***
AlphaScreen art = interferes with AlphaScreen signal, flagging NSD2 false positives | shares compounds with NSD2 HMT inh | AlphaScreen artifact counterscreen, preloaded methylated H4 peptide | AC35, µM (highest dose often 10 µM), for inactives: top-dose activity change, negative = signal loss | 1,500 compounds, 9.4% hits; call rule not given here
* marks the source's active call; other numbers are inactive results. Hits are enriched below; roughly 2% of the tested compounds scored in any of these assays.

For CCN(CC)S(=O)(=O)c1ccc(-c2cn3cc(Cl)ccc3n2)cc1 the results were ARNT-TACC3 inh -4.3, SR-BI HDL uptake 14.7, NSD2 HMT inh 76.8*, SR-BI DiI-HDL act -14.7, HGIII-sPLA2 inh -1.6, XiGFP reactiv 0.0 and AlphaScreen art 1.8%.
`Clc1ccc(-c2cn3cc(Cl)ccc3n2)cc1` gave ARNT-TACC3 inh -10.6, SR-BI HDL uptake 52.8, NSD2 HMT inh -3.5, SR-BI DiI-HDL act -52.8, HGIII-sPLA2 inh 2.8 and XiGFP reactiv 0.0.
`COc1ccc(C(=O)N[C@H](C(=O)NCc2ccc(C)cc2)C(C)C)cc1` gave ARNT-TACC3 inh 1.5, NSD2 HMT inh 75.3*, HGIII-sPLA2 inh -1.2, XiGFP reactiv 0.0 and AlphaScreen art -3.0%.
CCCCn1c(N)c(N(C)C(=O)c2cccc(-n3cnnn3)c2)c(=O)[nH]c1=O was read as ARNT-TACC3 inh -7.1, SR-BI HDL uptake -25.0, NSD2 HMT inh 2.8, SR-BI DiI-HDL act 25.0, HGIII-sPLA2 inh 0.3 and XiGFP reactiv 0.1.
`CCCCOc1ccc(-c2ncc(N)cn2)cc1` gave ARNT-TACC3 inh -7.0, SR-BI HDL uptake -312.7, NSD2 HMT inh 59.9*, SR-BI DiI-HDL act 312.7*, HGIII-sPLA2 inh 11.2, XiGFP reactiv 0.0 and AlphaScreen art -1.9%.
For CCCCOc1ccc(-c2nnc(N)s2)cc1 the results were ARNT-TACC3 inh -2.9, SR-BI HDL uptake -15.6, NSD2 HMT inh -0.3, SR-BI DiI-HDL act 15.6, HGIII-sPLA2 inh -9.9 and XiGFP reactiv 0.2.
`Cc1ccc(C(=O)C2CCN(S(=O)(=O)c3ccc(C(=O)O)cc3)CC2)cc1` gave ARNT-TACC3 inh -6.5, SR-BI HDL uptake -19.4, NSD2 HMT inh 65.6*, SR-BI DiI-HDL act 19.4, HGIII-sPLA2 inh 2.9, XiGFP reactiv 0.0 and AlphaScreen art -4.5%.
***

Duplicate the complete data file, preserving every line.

AlphaScreen art = interferes with AlphaScreen signal, flagging NSD2 false positives | shares compounds with NSD2 HMT inh | AlphaScreen artifact counterscreen, preloaded methylated H4 peptide | AC35, µM (highest dose often 10 µM), for inactives: top-dose activity change, negative = signal loss | 1,500 compounds, 9.4% hits; call rule not given here
* marks the source's active call; other numbers are inactive results. Hits are enriched below; roughly 2% of the tested compounds scored in any of these assays.

For CCN(CC)S(=O)(=O)c1ccc(-c2cn3cc(Cl)ccc3n2)cc1 the results were ARNT-TACC3 inh -4.3, SR-BI HDL uptake 14.7, NSD2 HMT inh 76.8*, SR-BI DiI-HDL act -14.7, HGIII-sPLA2 inh -1.6, XiGFP reactiv 0.0 and AlphaScreen art 1.8%.
`Clc1ccc(-c2cn3cc(Cl)ccc3n2)cc1` gave ARNT-TACC3 inh -10.6, SR-BI HDL uptake 52.8, NSD2 HMT inh -3.5, SR-BI DiI-HDL act -52.8, HGIII-sPLA2 inh 2.8 and XiGFP reactiv 0.0.
`COc1ccc(C(=O)N[C@H](C(=O)NCc2ccc(C)cc2)C(C)C)cc1` gave ARNT-TACC3 inh 1.5, NSD2 HMT inh 75.3*, HGIII-sPLA2 inh -1.2, XiGFP reactiv 0.0 and AlphaScreen art -3.0%.
CCCCn1c(N)c(N(C)C(=O)c2cccc(-n3cnnn3)c2)c(=O)[nH]c1=O was read as ARNT-TACC3 inh -7.1, SR-BI HDL uptake -25.0, NSD2 HMT inh 2.8, SR-BI DiI-HDL act 25.0, HGIII-sPLA2 inh 0.3 and XiGFP reactiv 0.1.
`CCCCOc1ccc(-c2ncc(N)cn2)cc1` gave ARNT-TACC3 inh -7.0, SR-BI HDL uptake -312.7, NSD2 HMT inh 59.9*, SR-BI DiI-HDL act 312.7*, HGIII-sPLA2 inh 11.2, XiGFP reactiv 0.0 and AlphaScreen art -1.9%.
For CCCCOc1ccc(-c2nnc(N)s2)cc1 the results were ARNT-TACC3 inh -2.9, SR-BI HDL uptake -15.6, NSD2 HMT inh -0.3, SR-BI DiI-HDL act 15.6, HGIII-sPLA2 inh -9.9 and XiGFP reactiv 0.2.
`Cc1ccc(C(=O)C2CCN(S(=O)(=O)c3ccc(C(=O)O)cc3)CC2)cc1` gave ARNT-TACC3 inh -6.5, SR-BI HDL uptake -19.4, NSD2 HMT inh 65.6*, SR-BI DiI-HDL act 19.4, HGIII-sPLA2 inh 2.9, XiGFP reactiv 0.0 and AlphaScreen art -4.5%.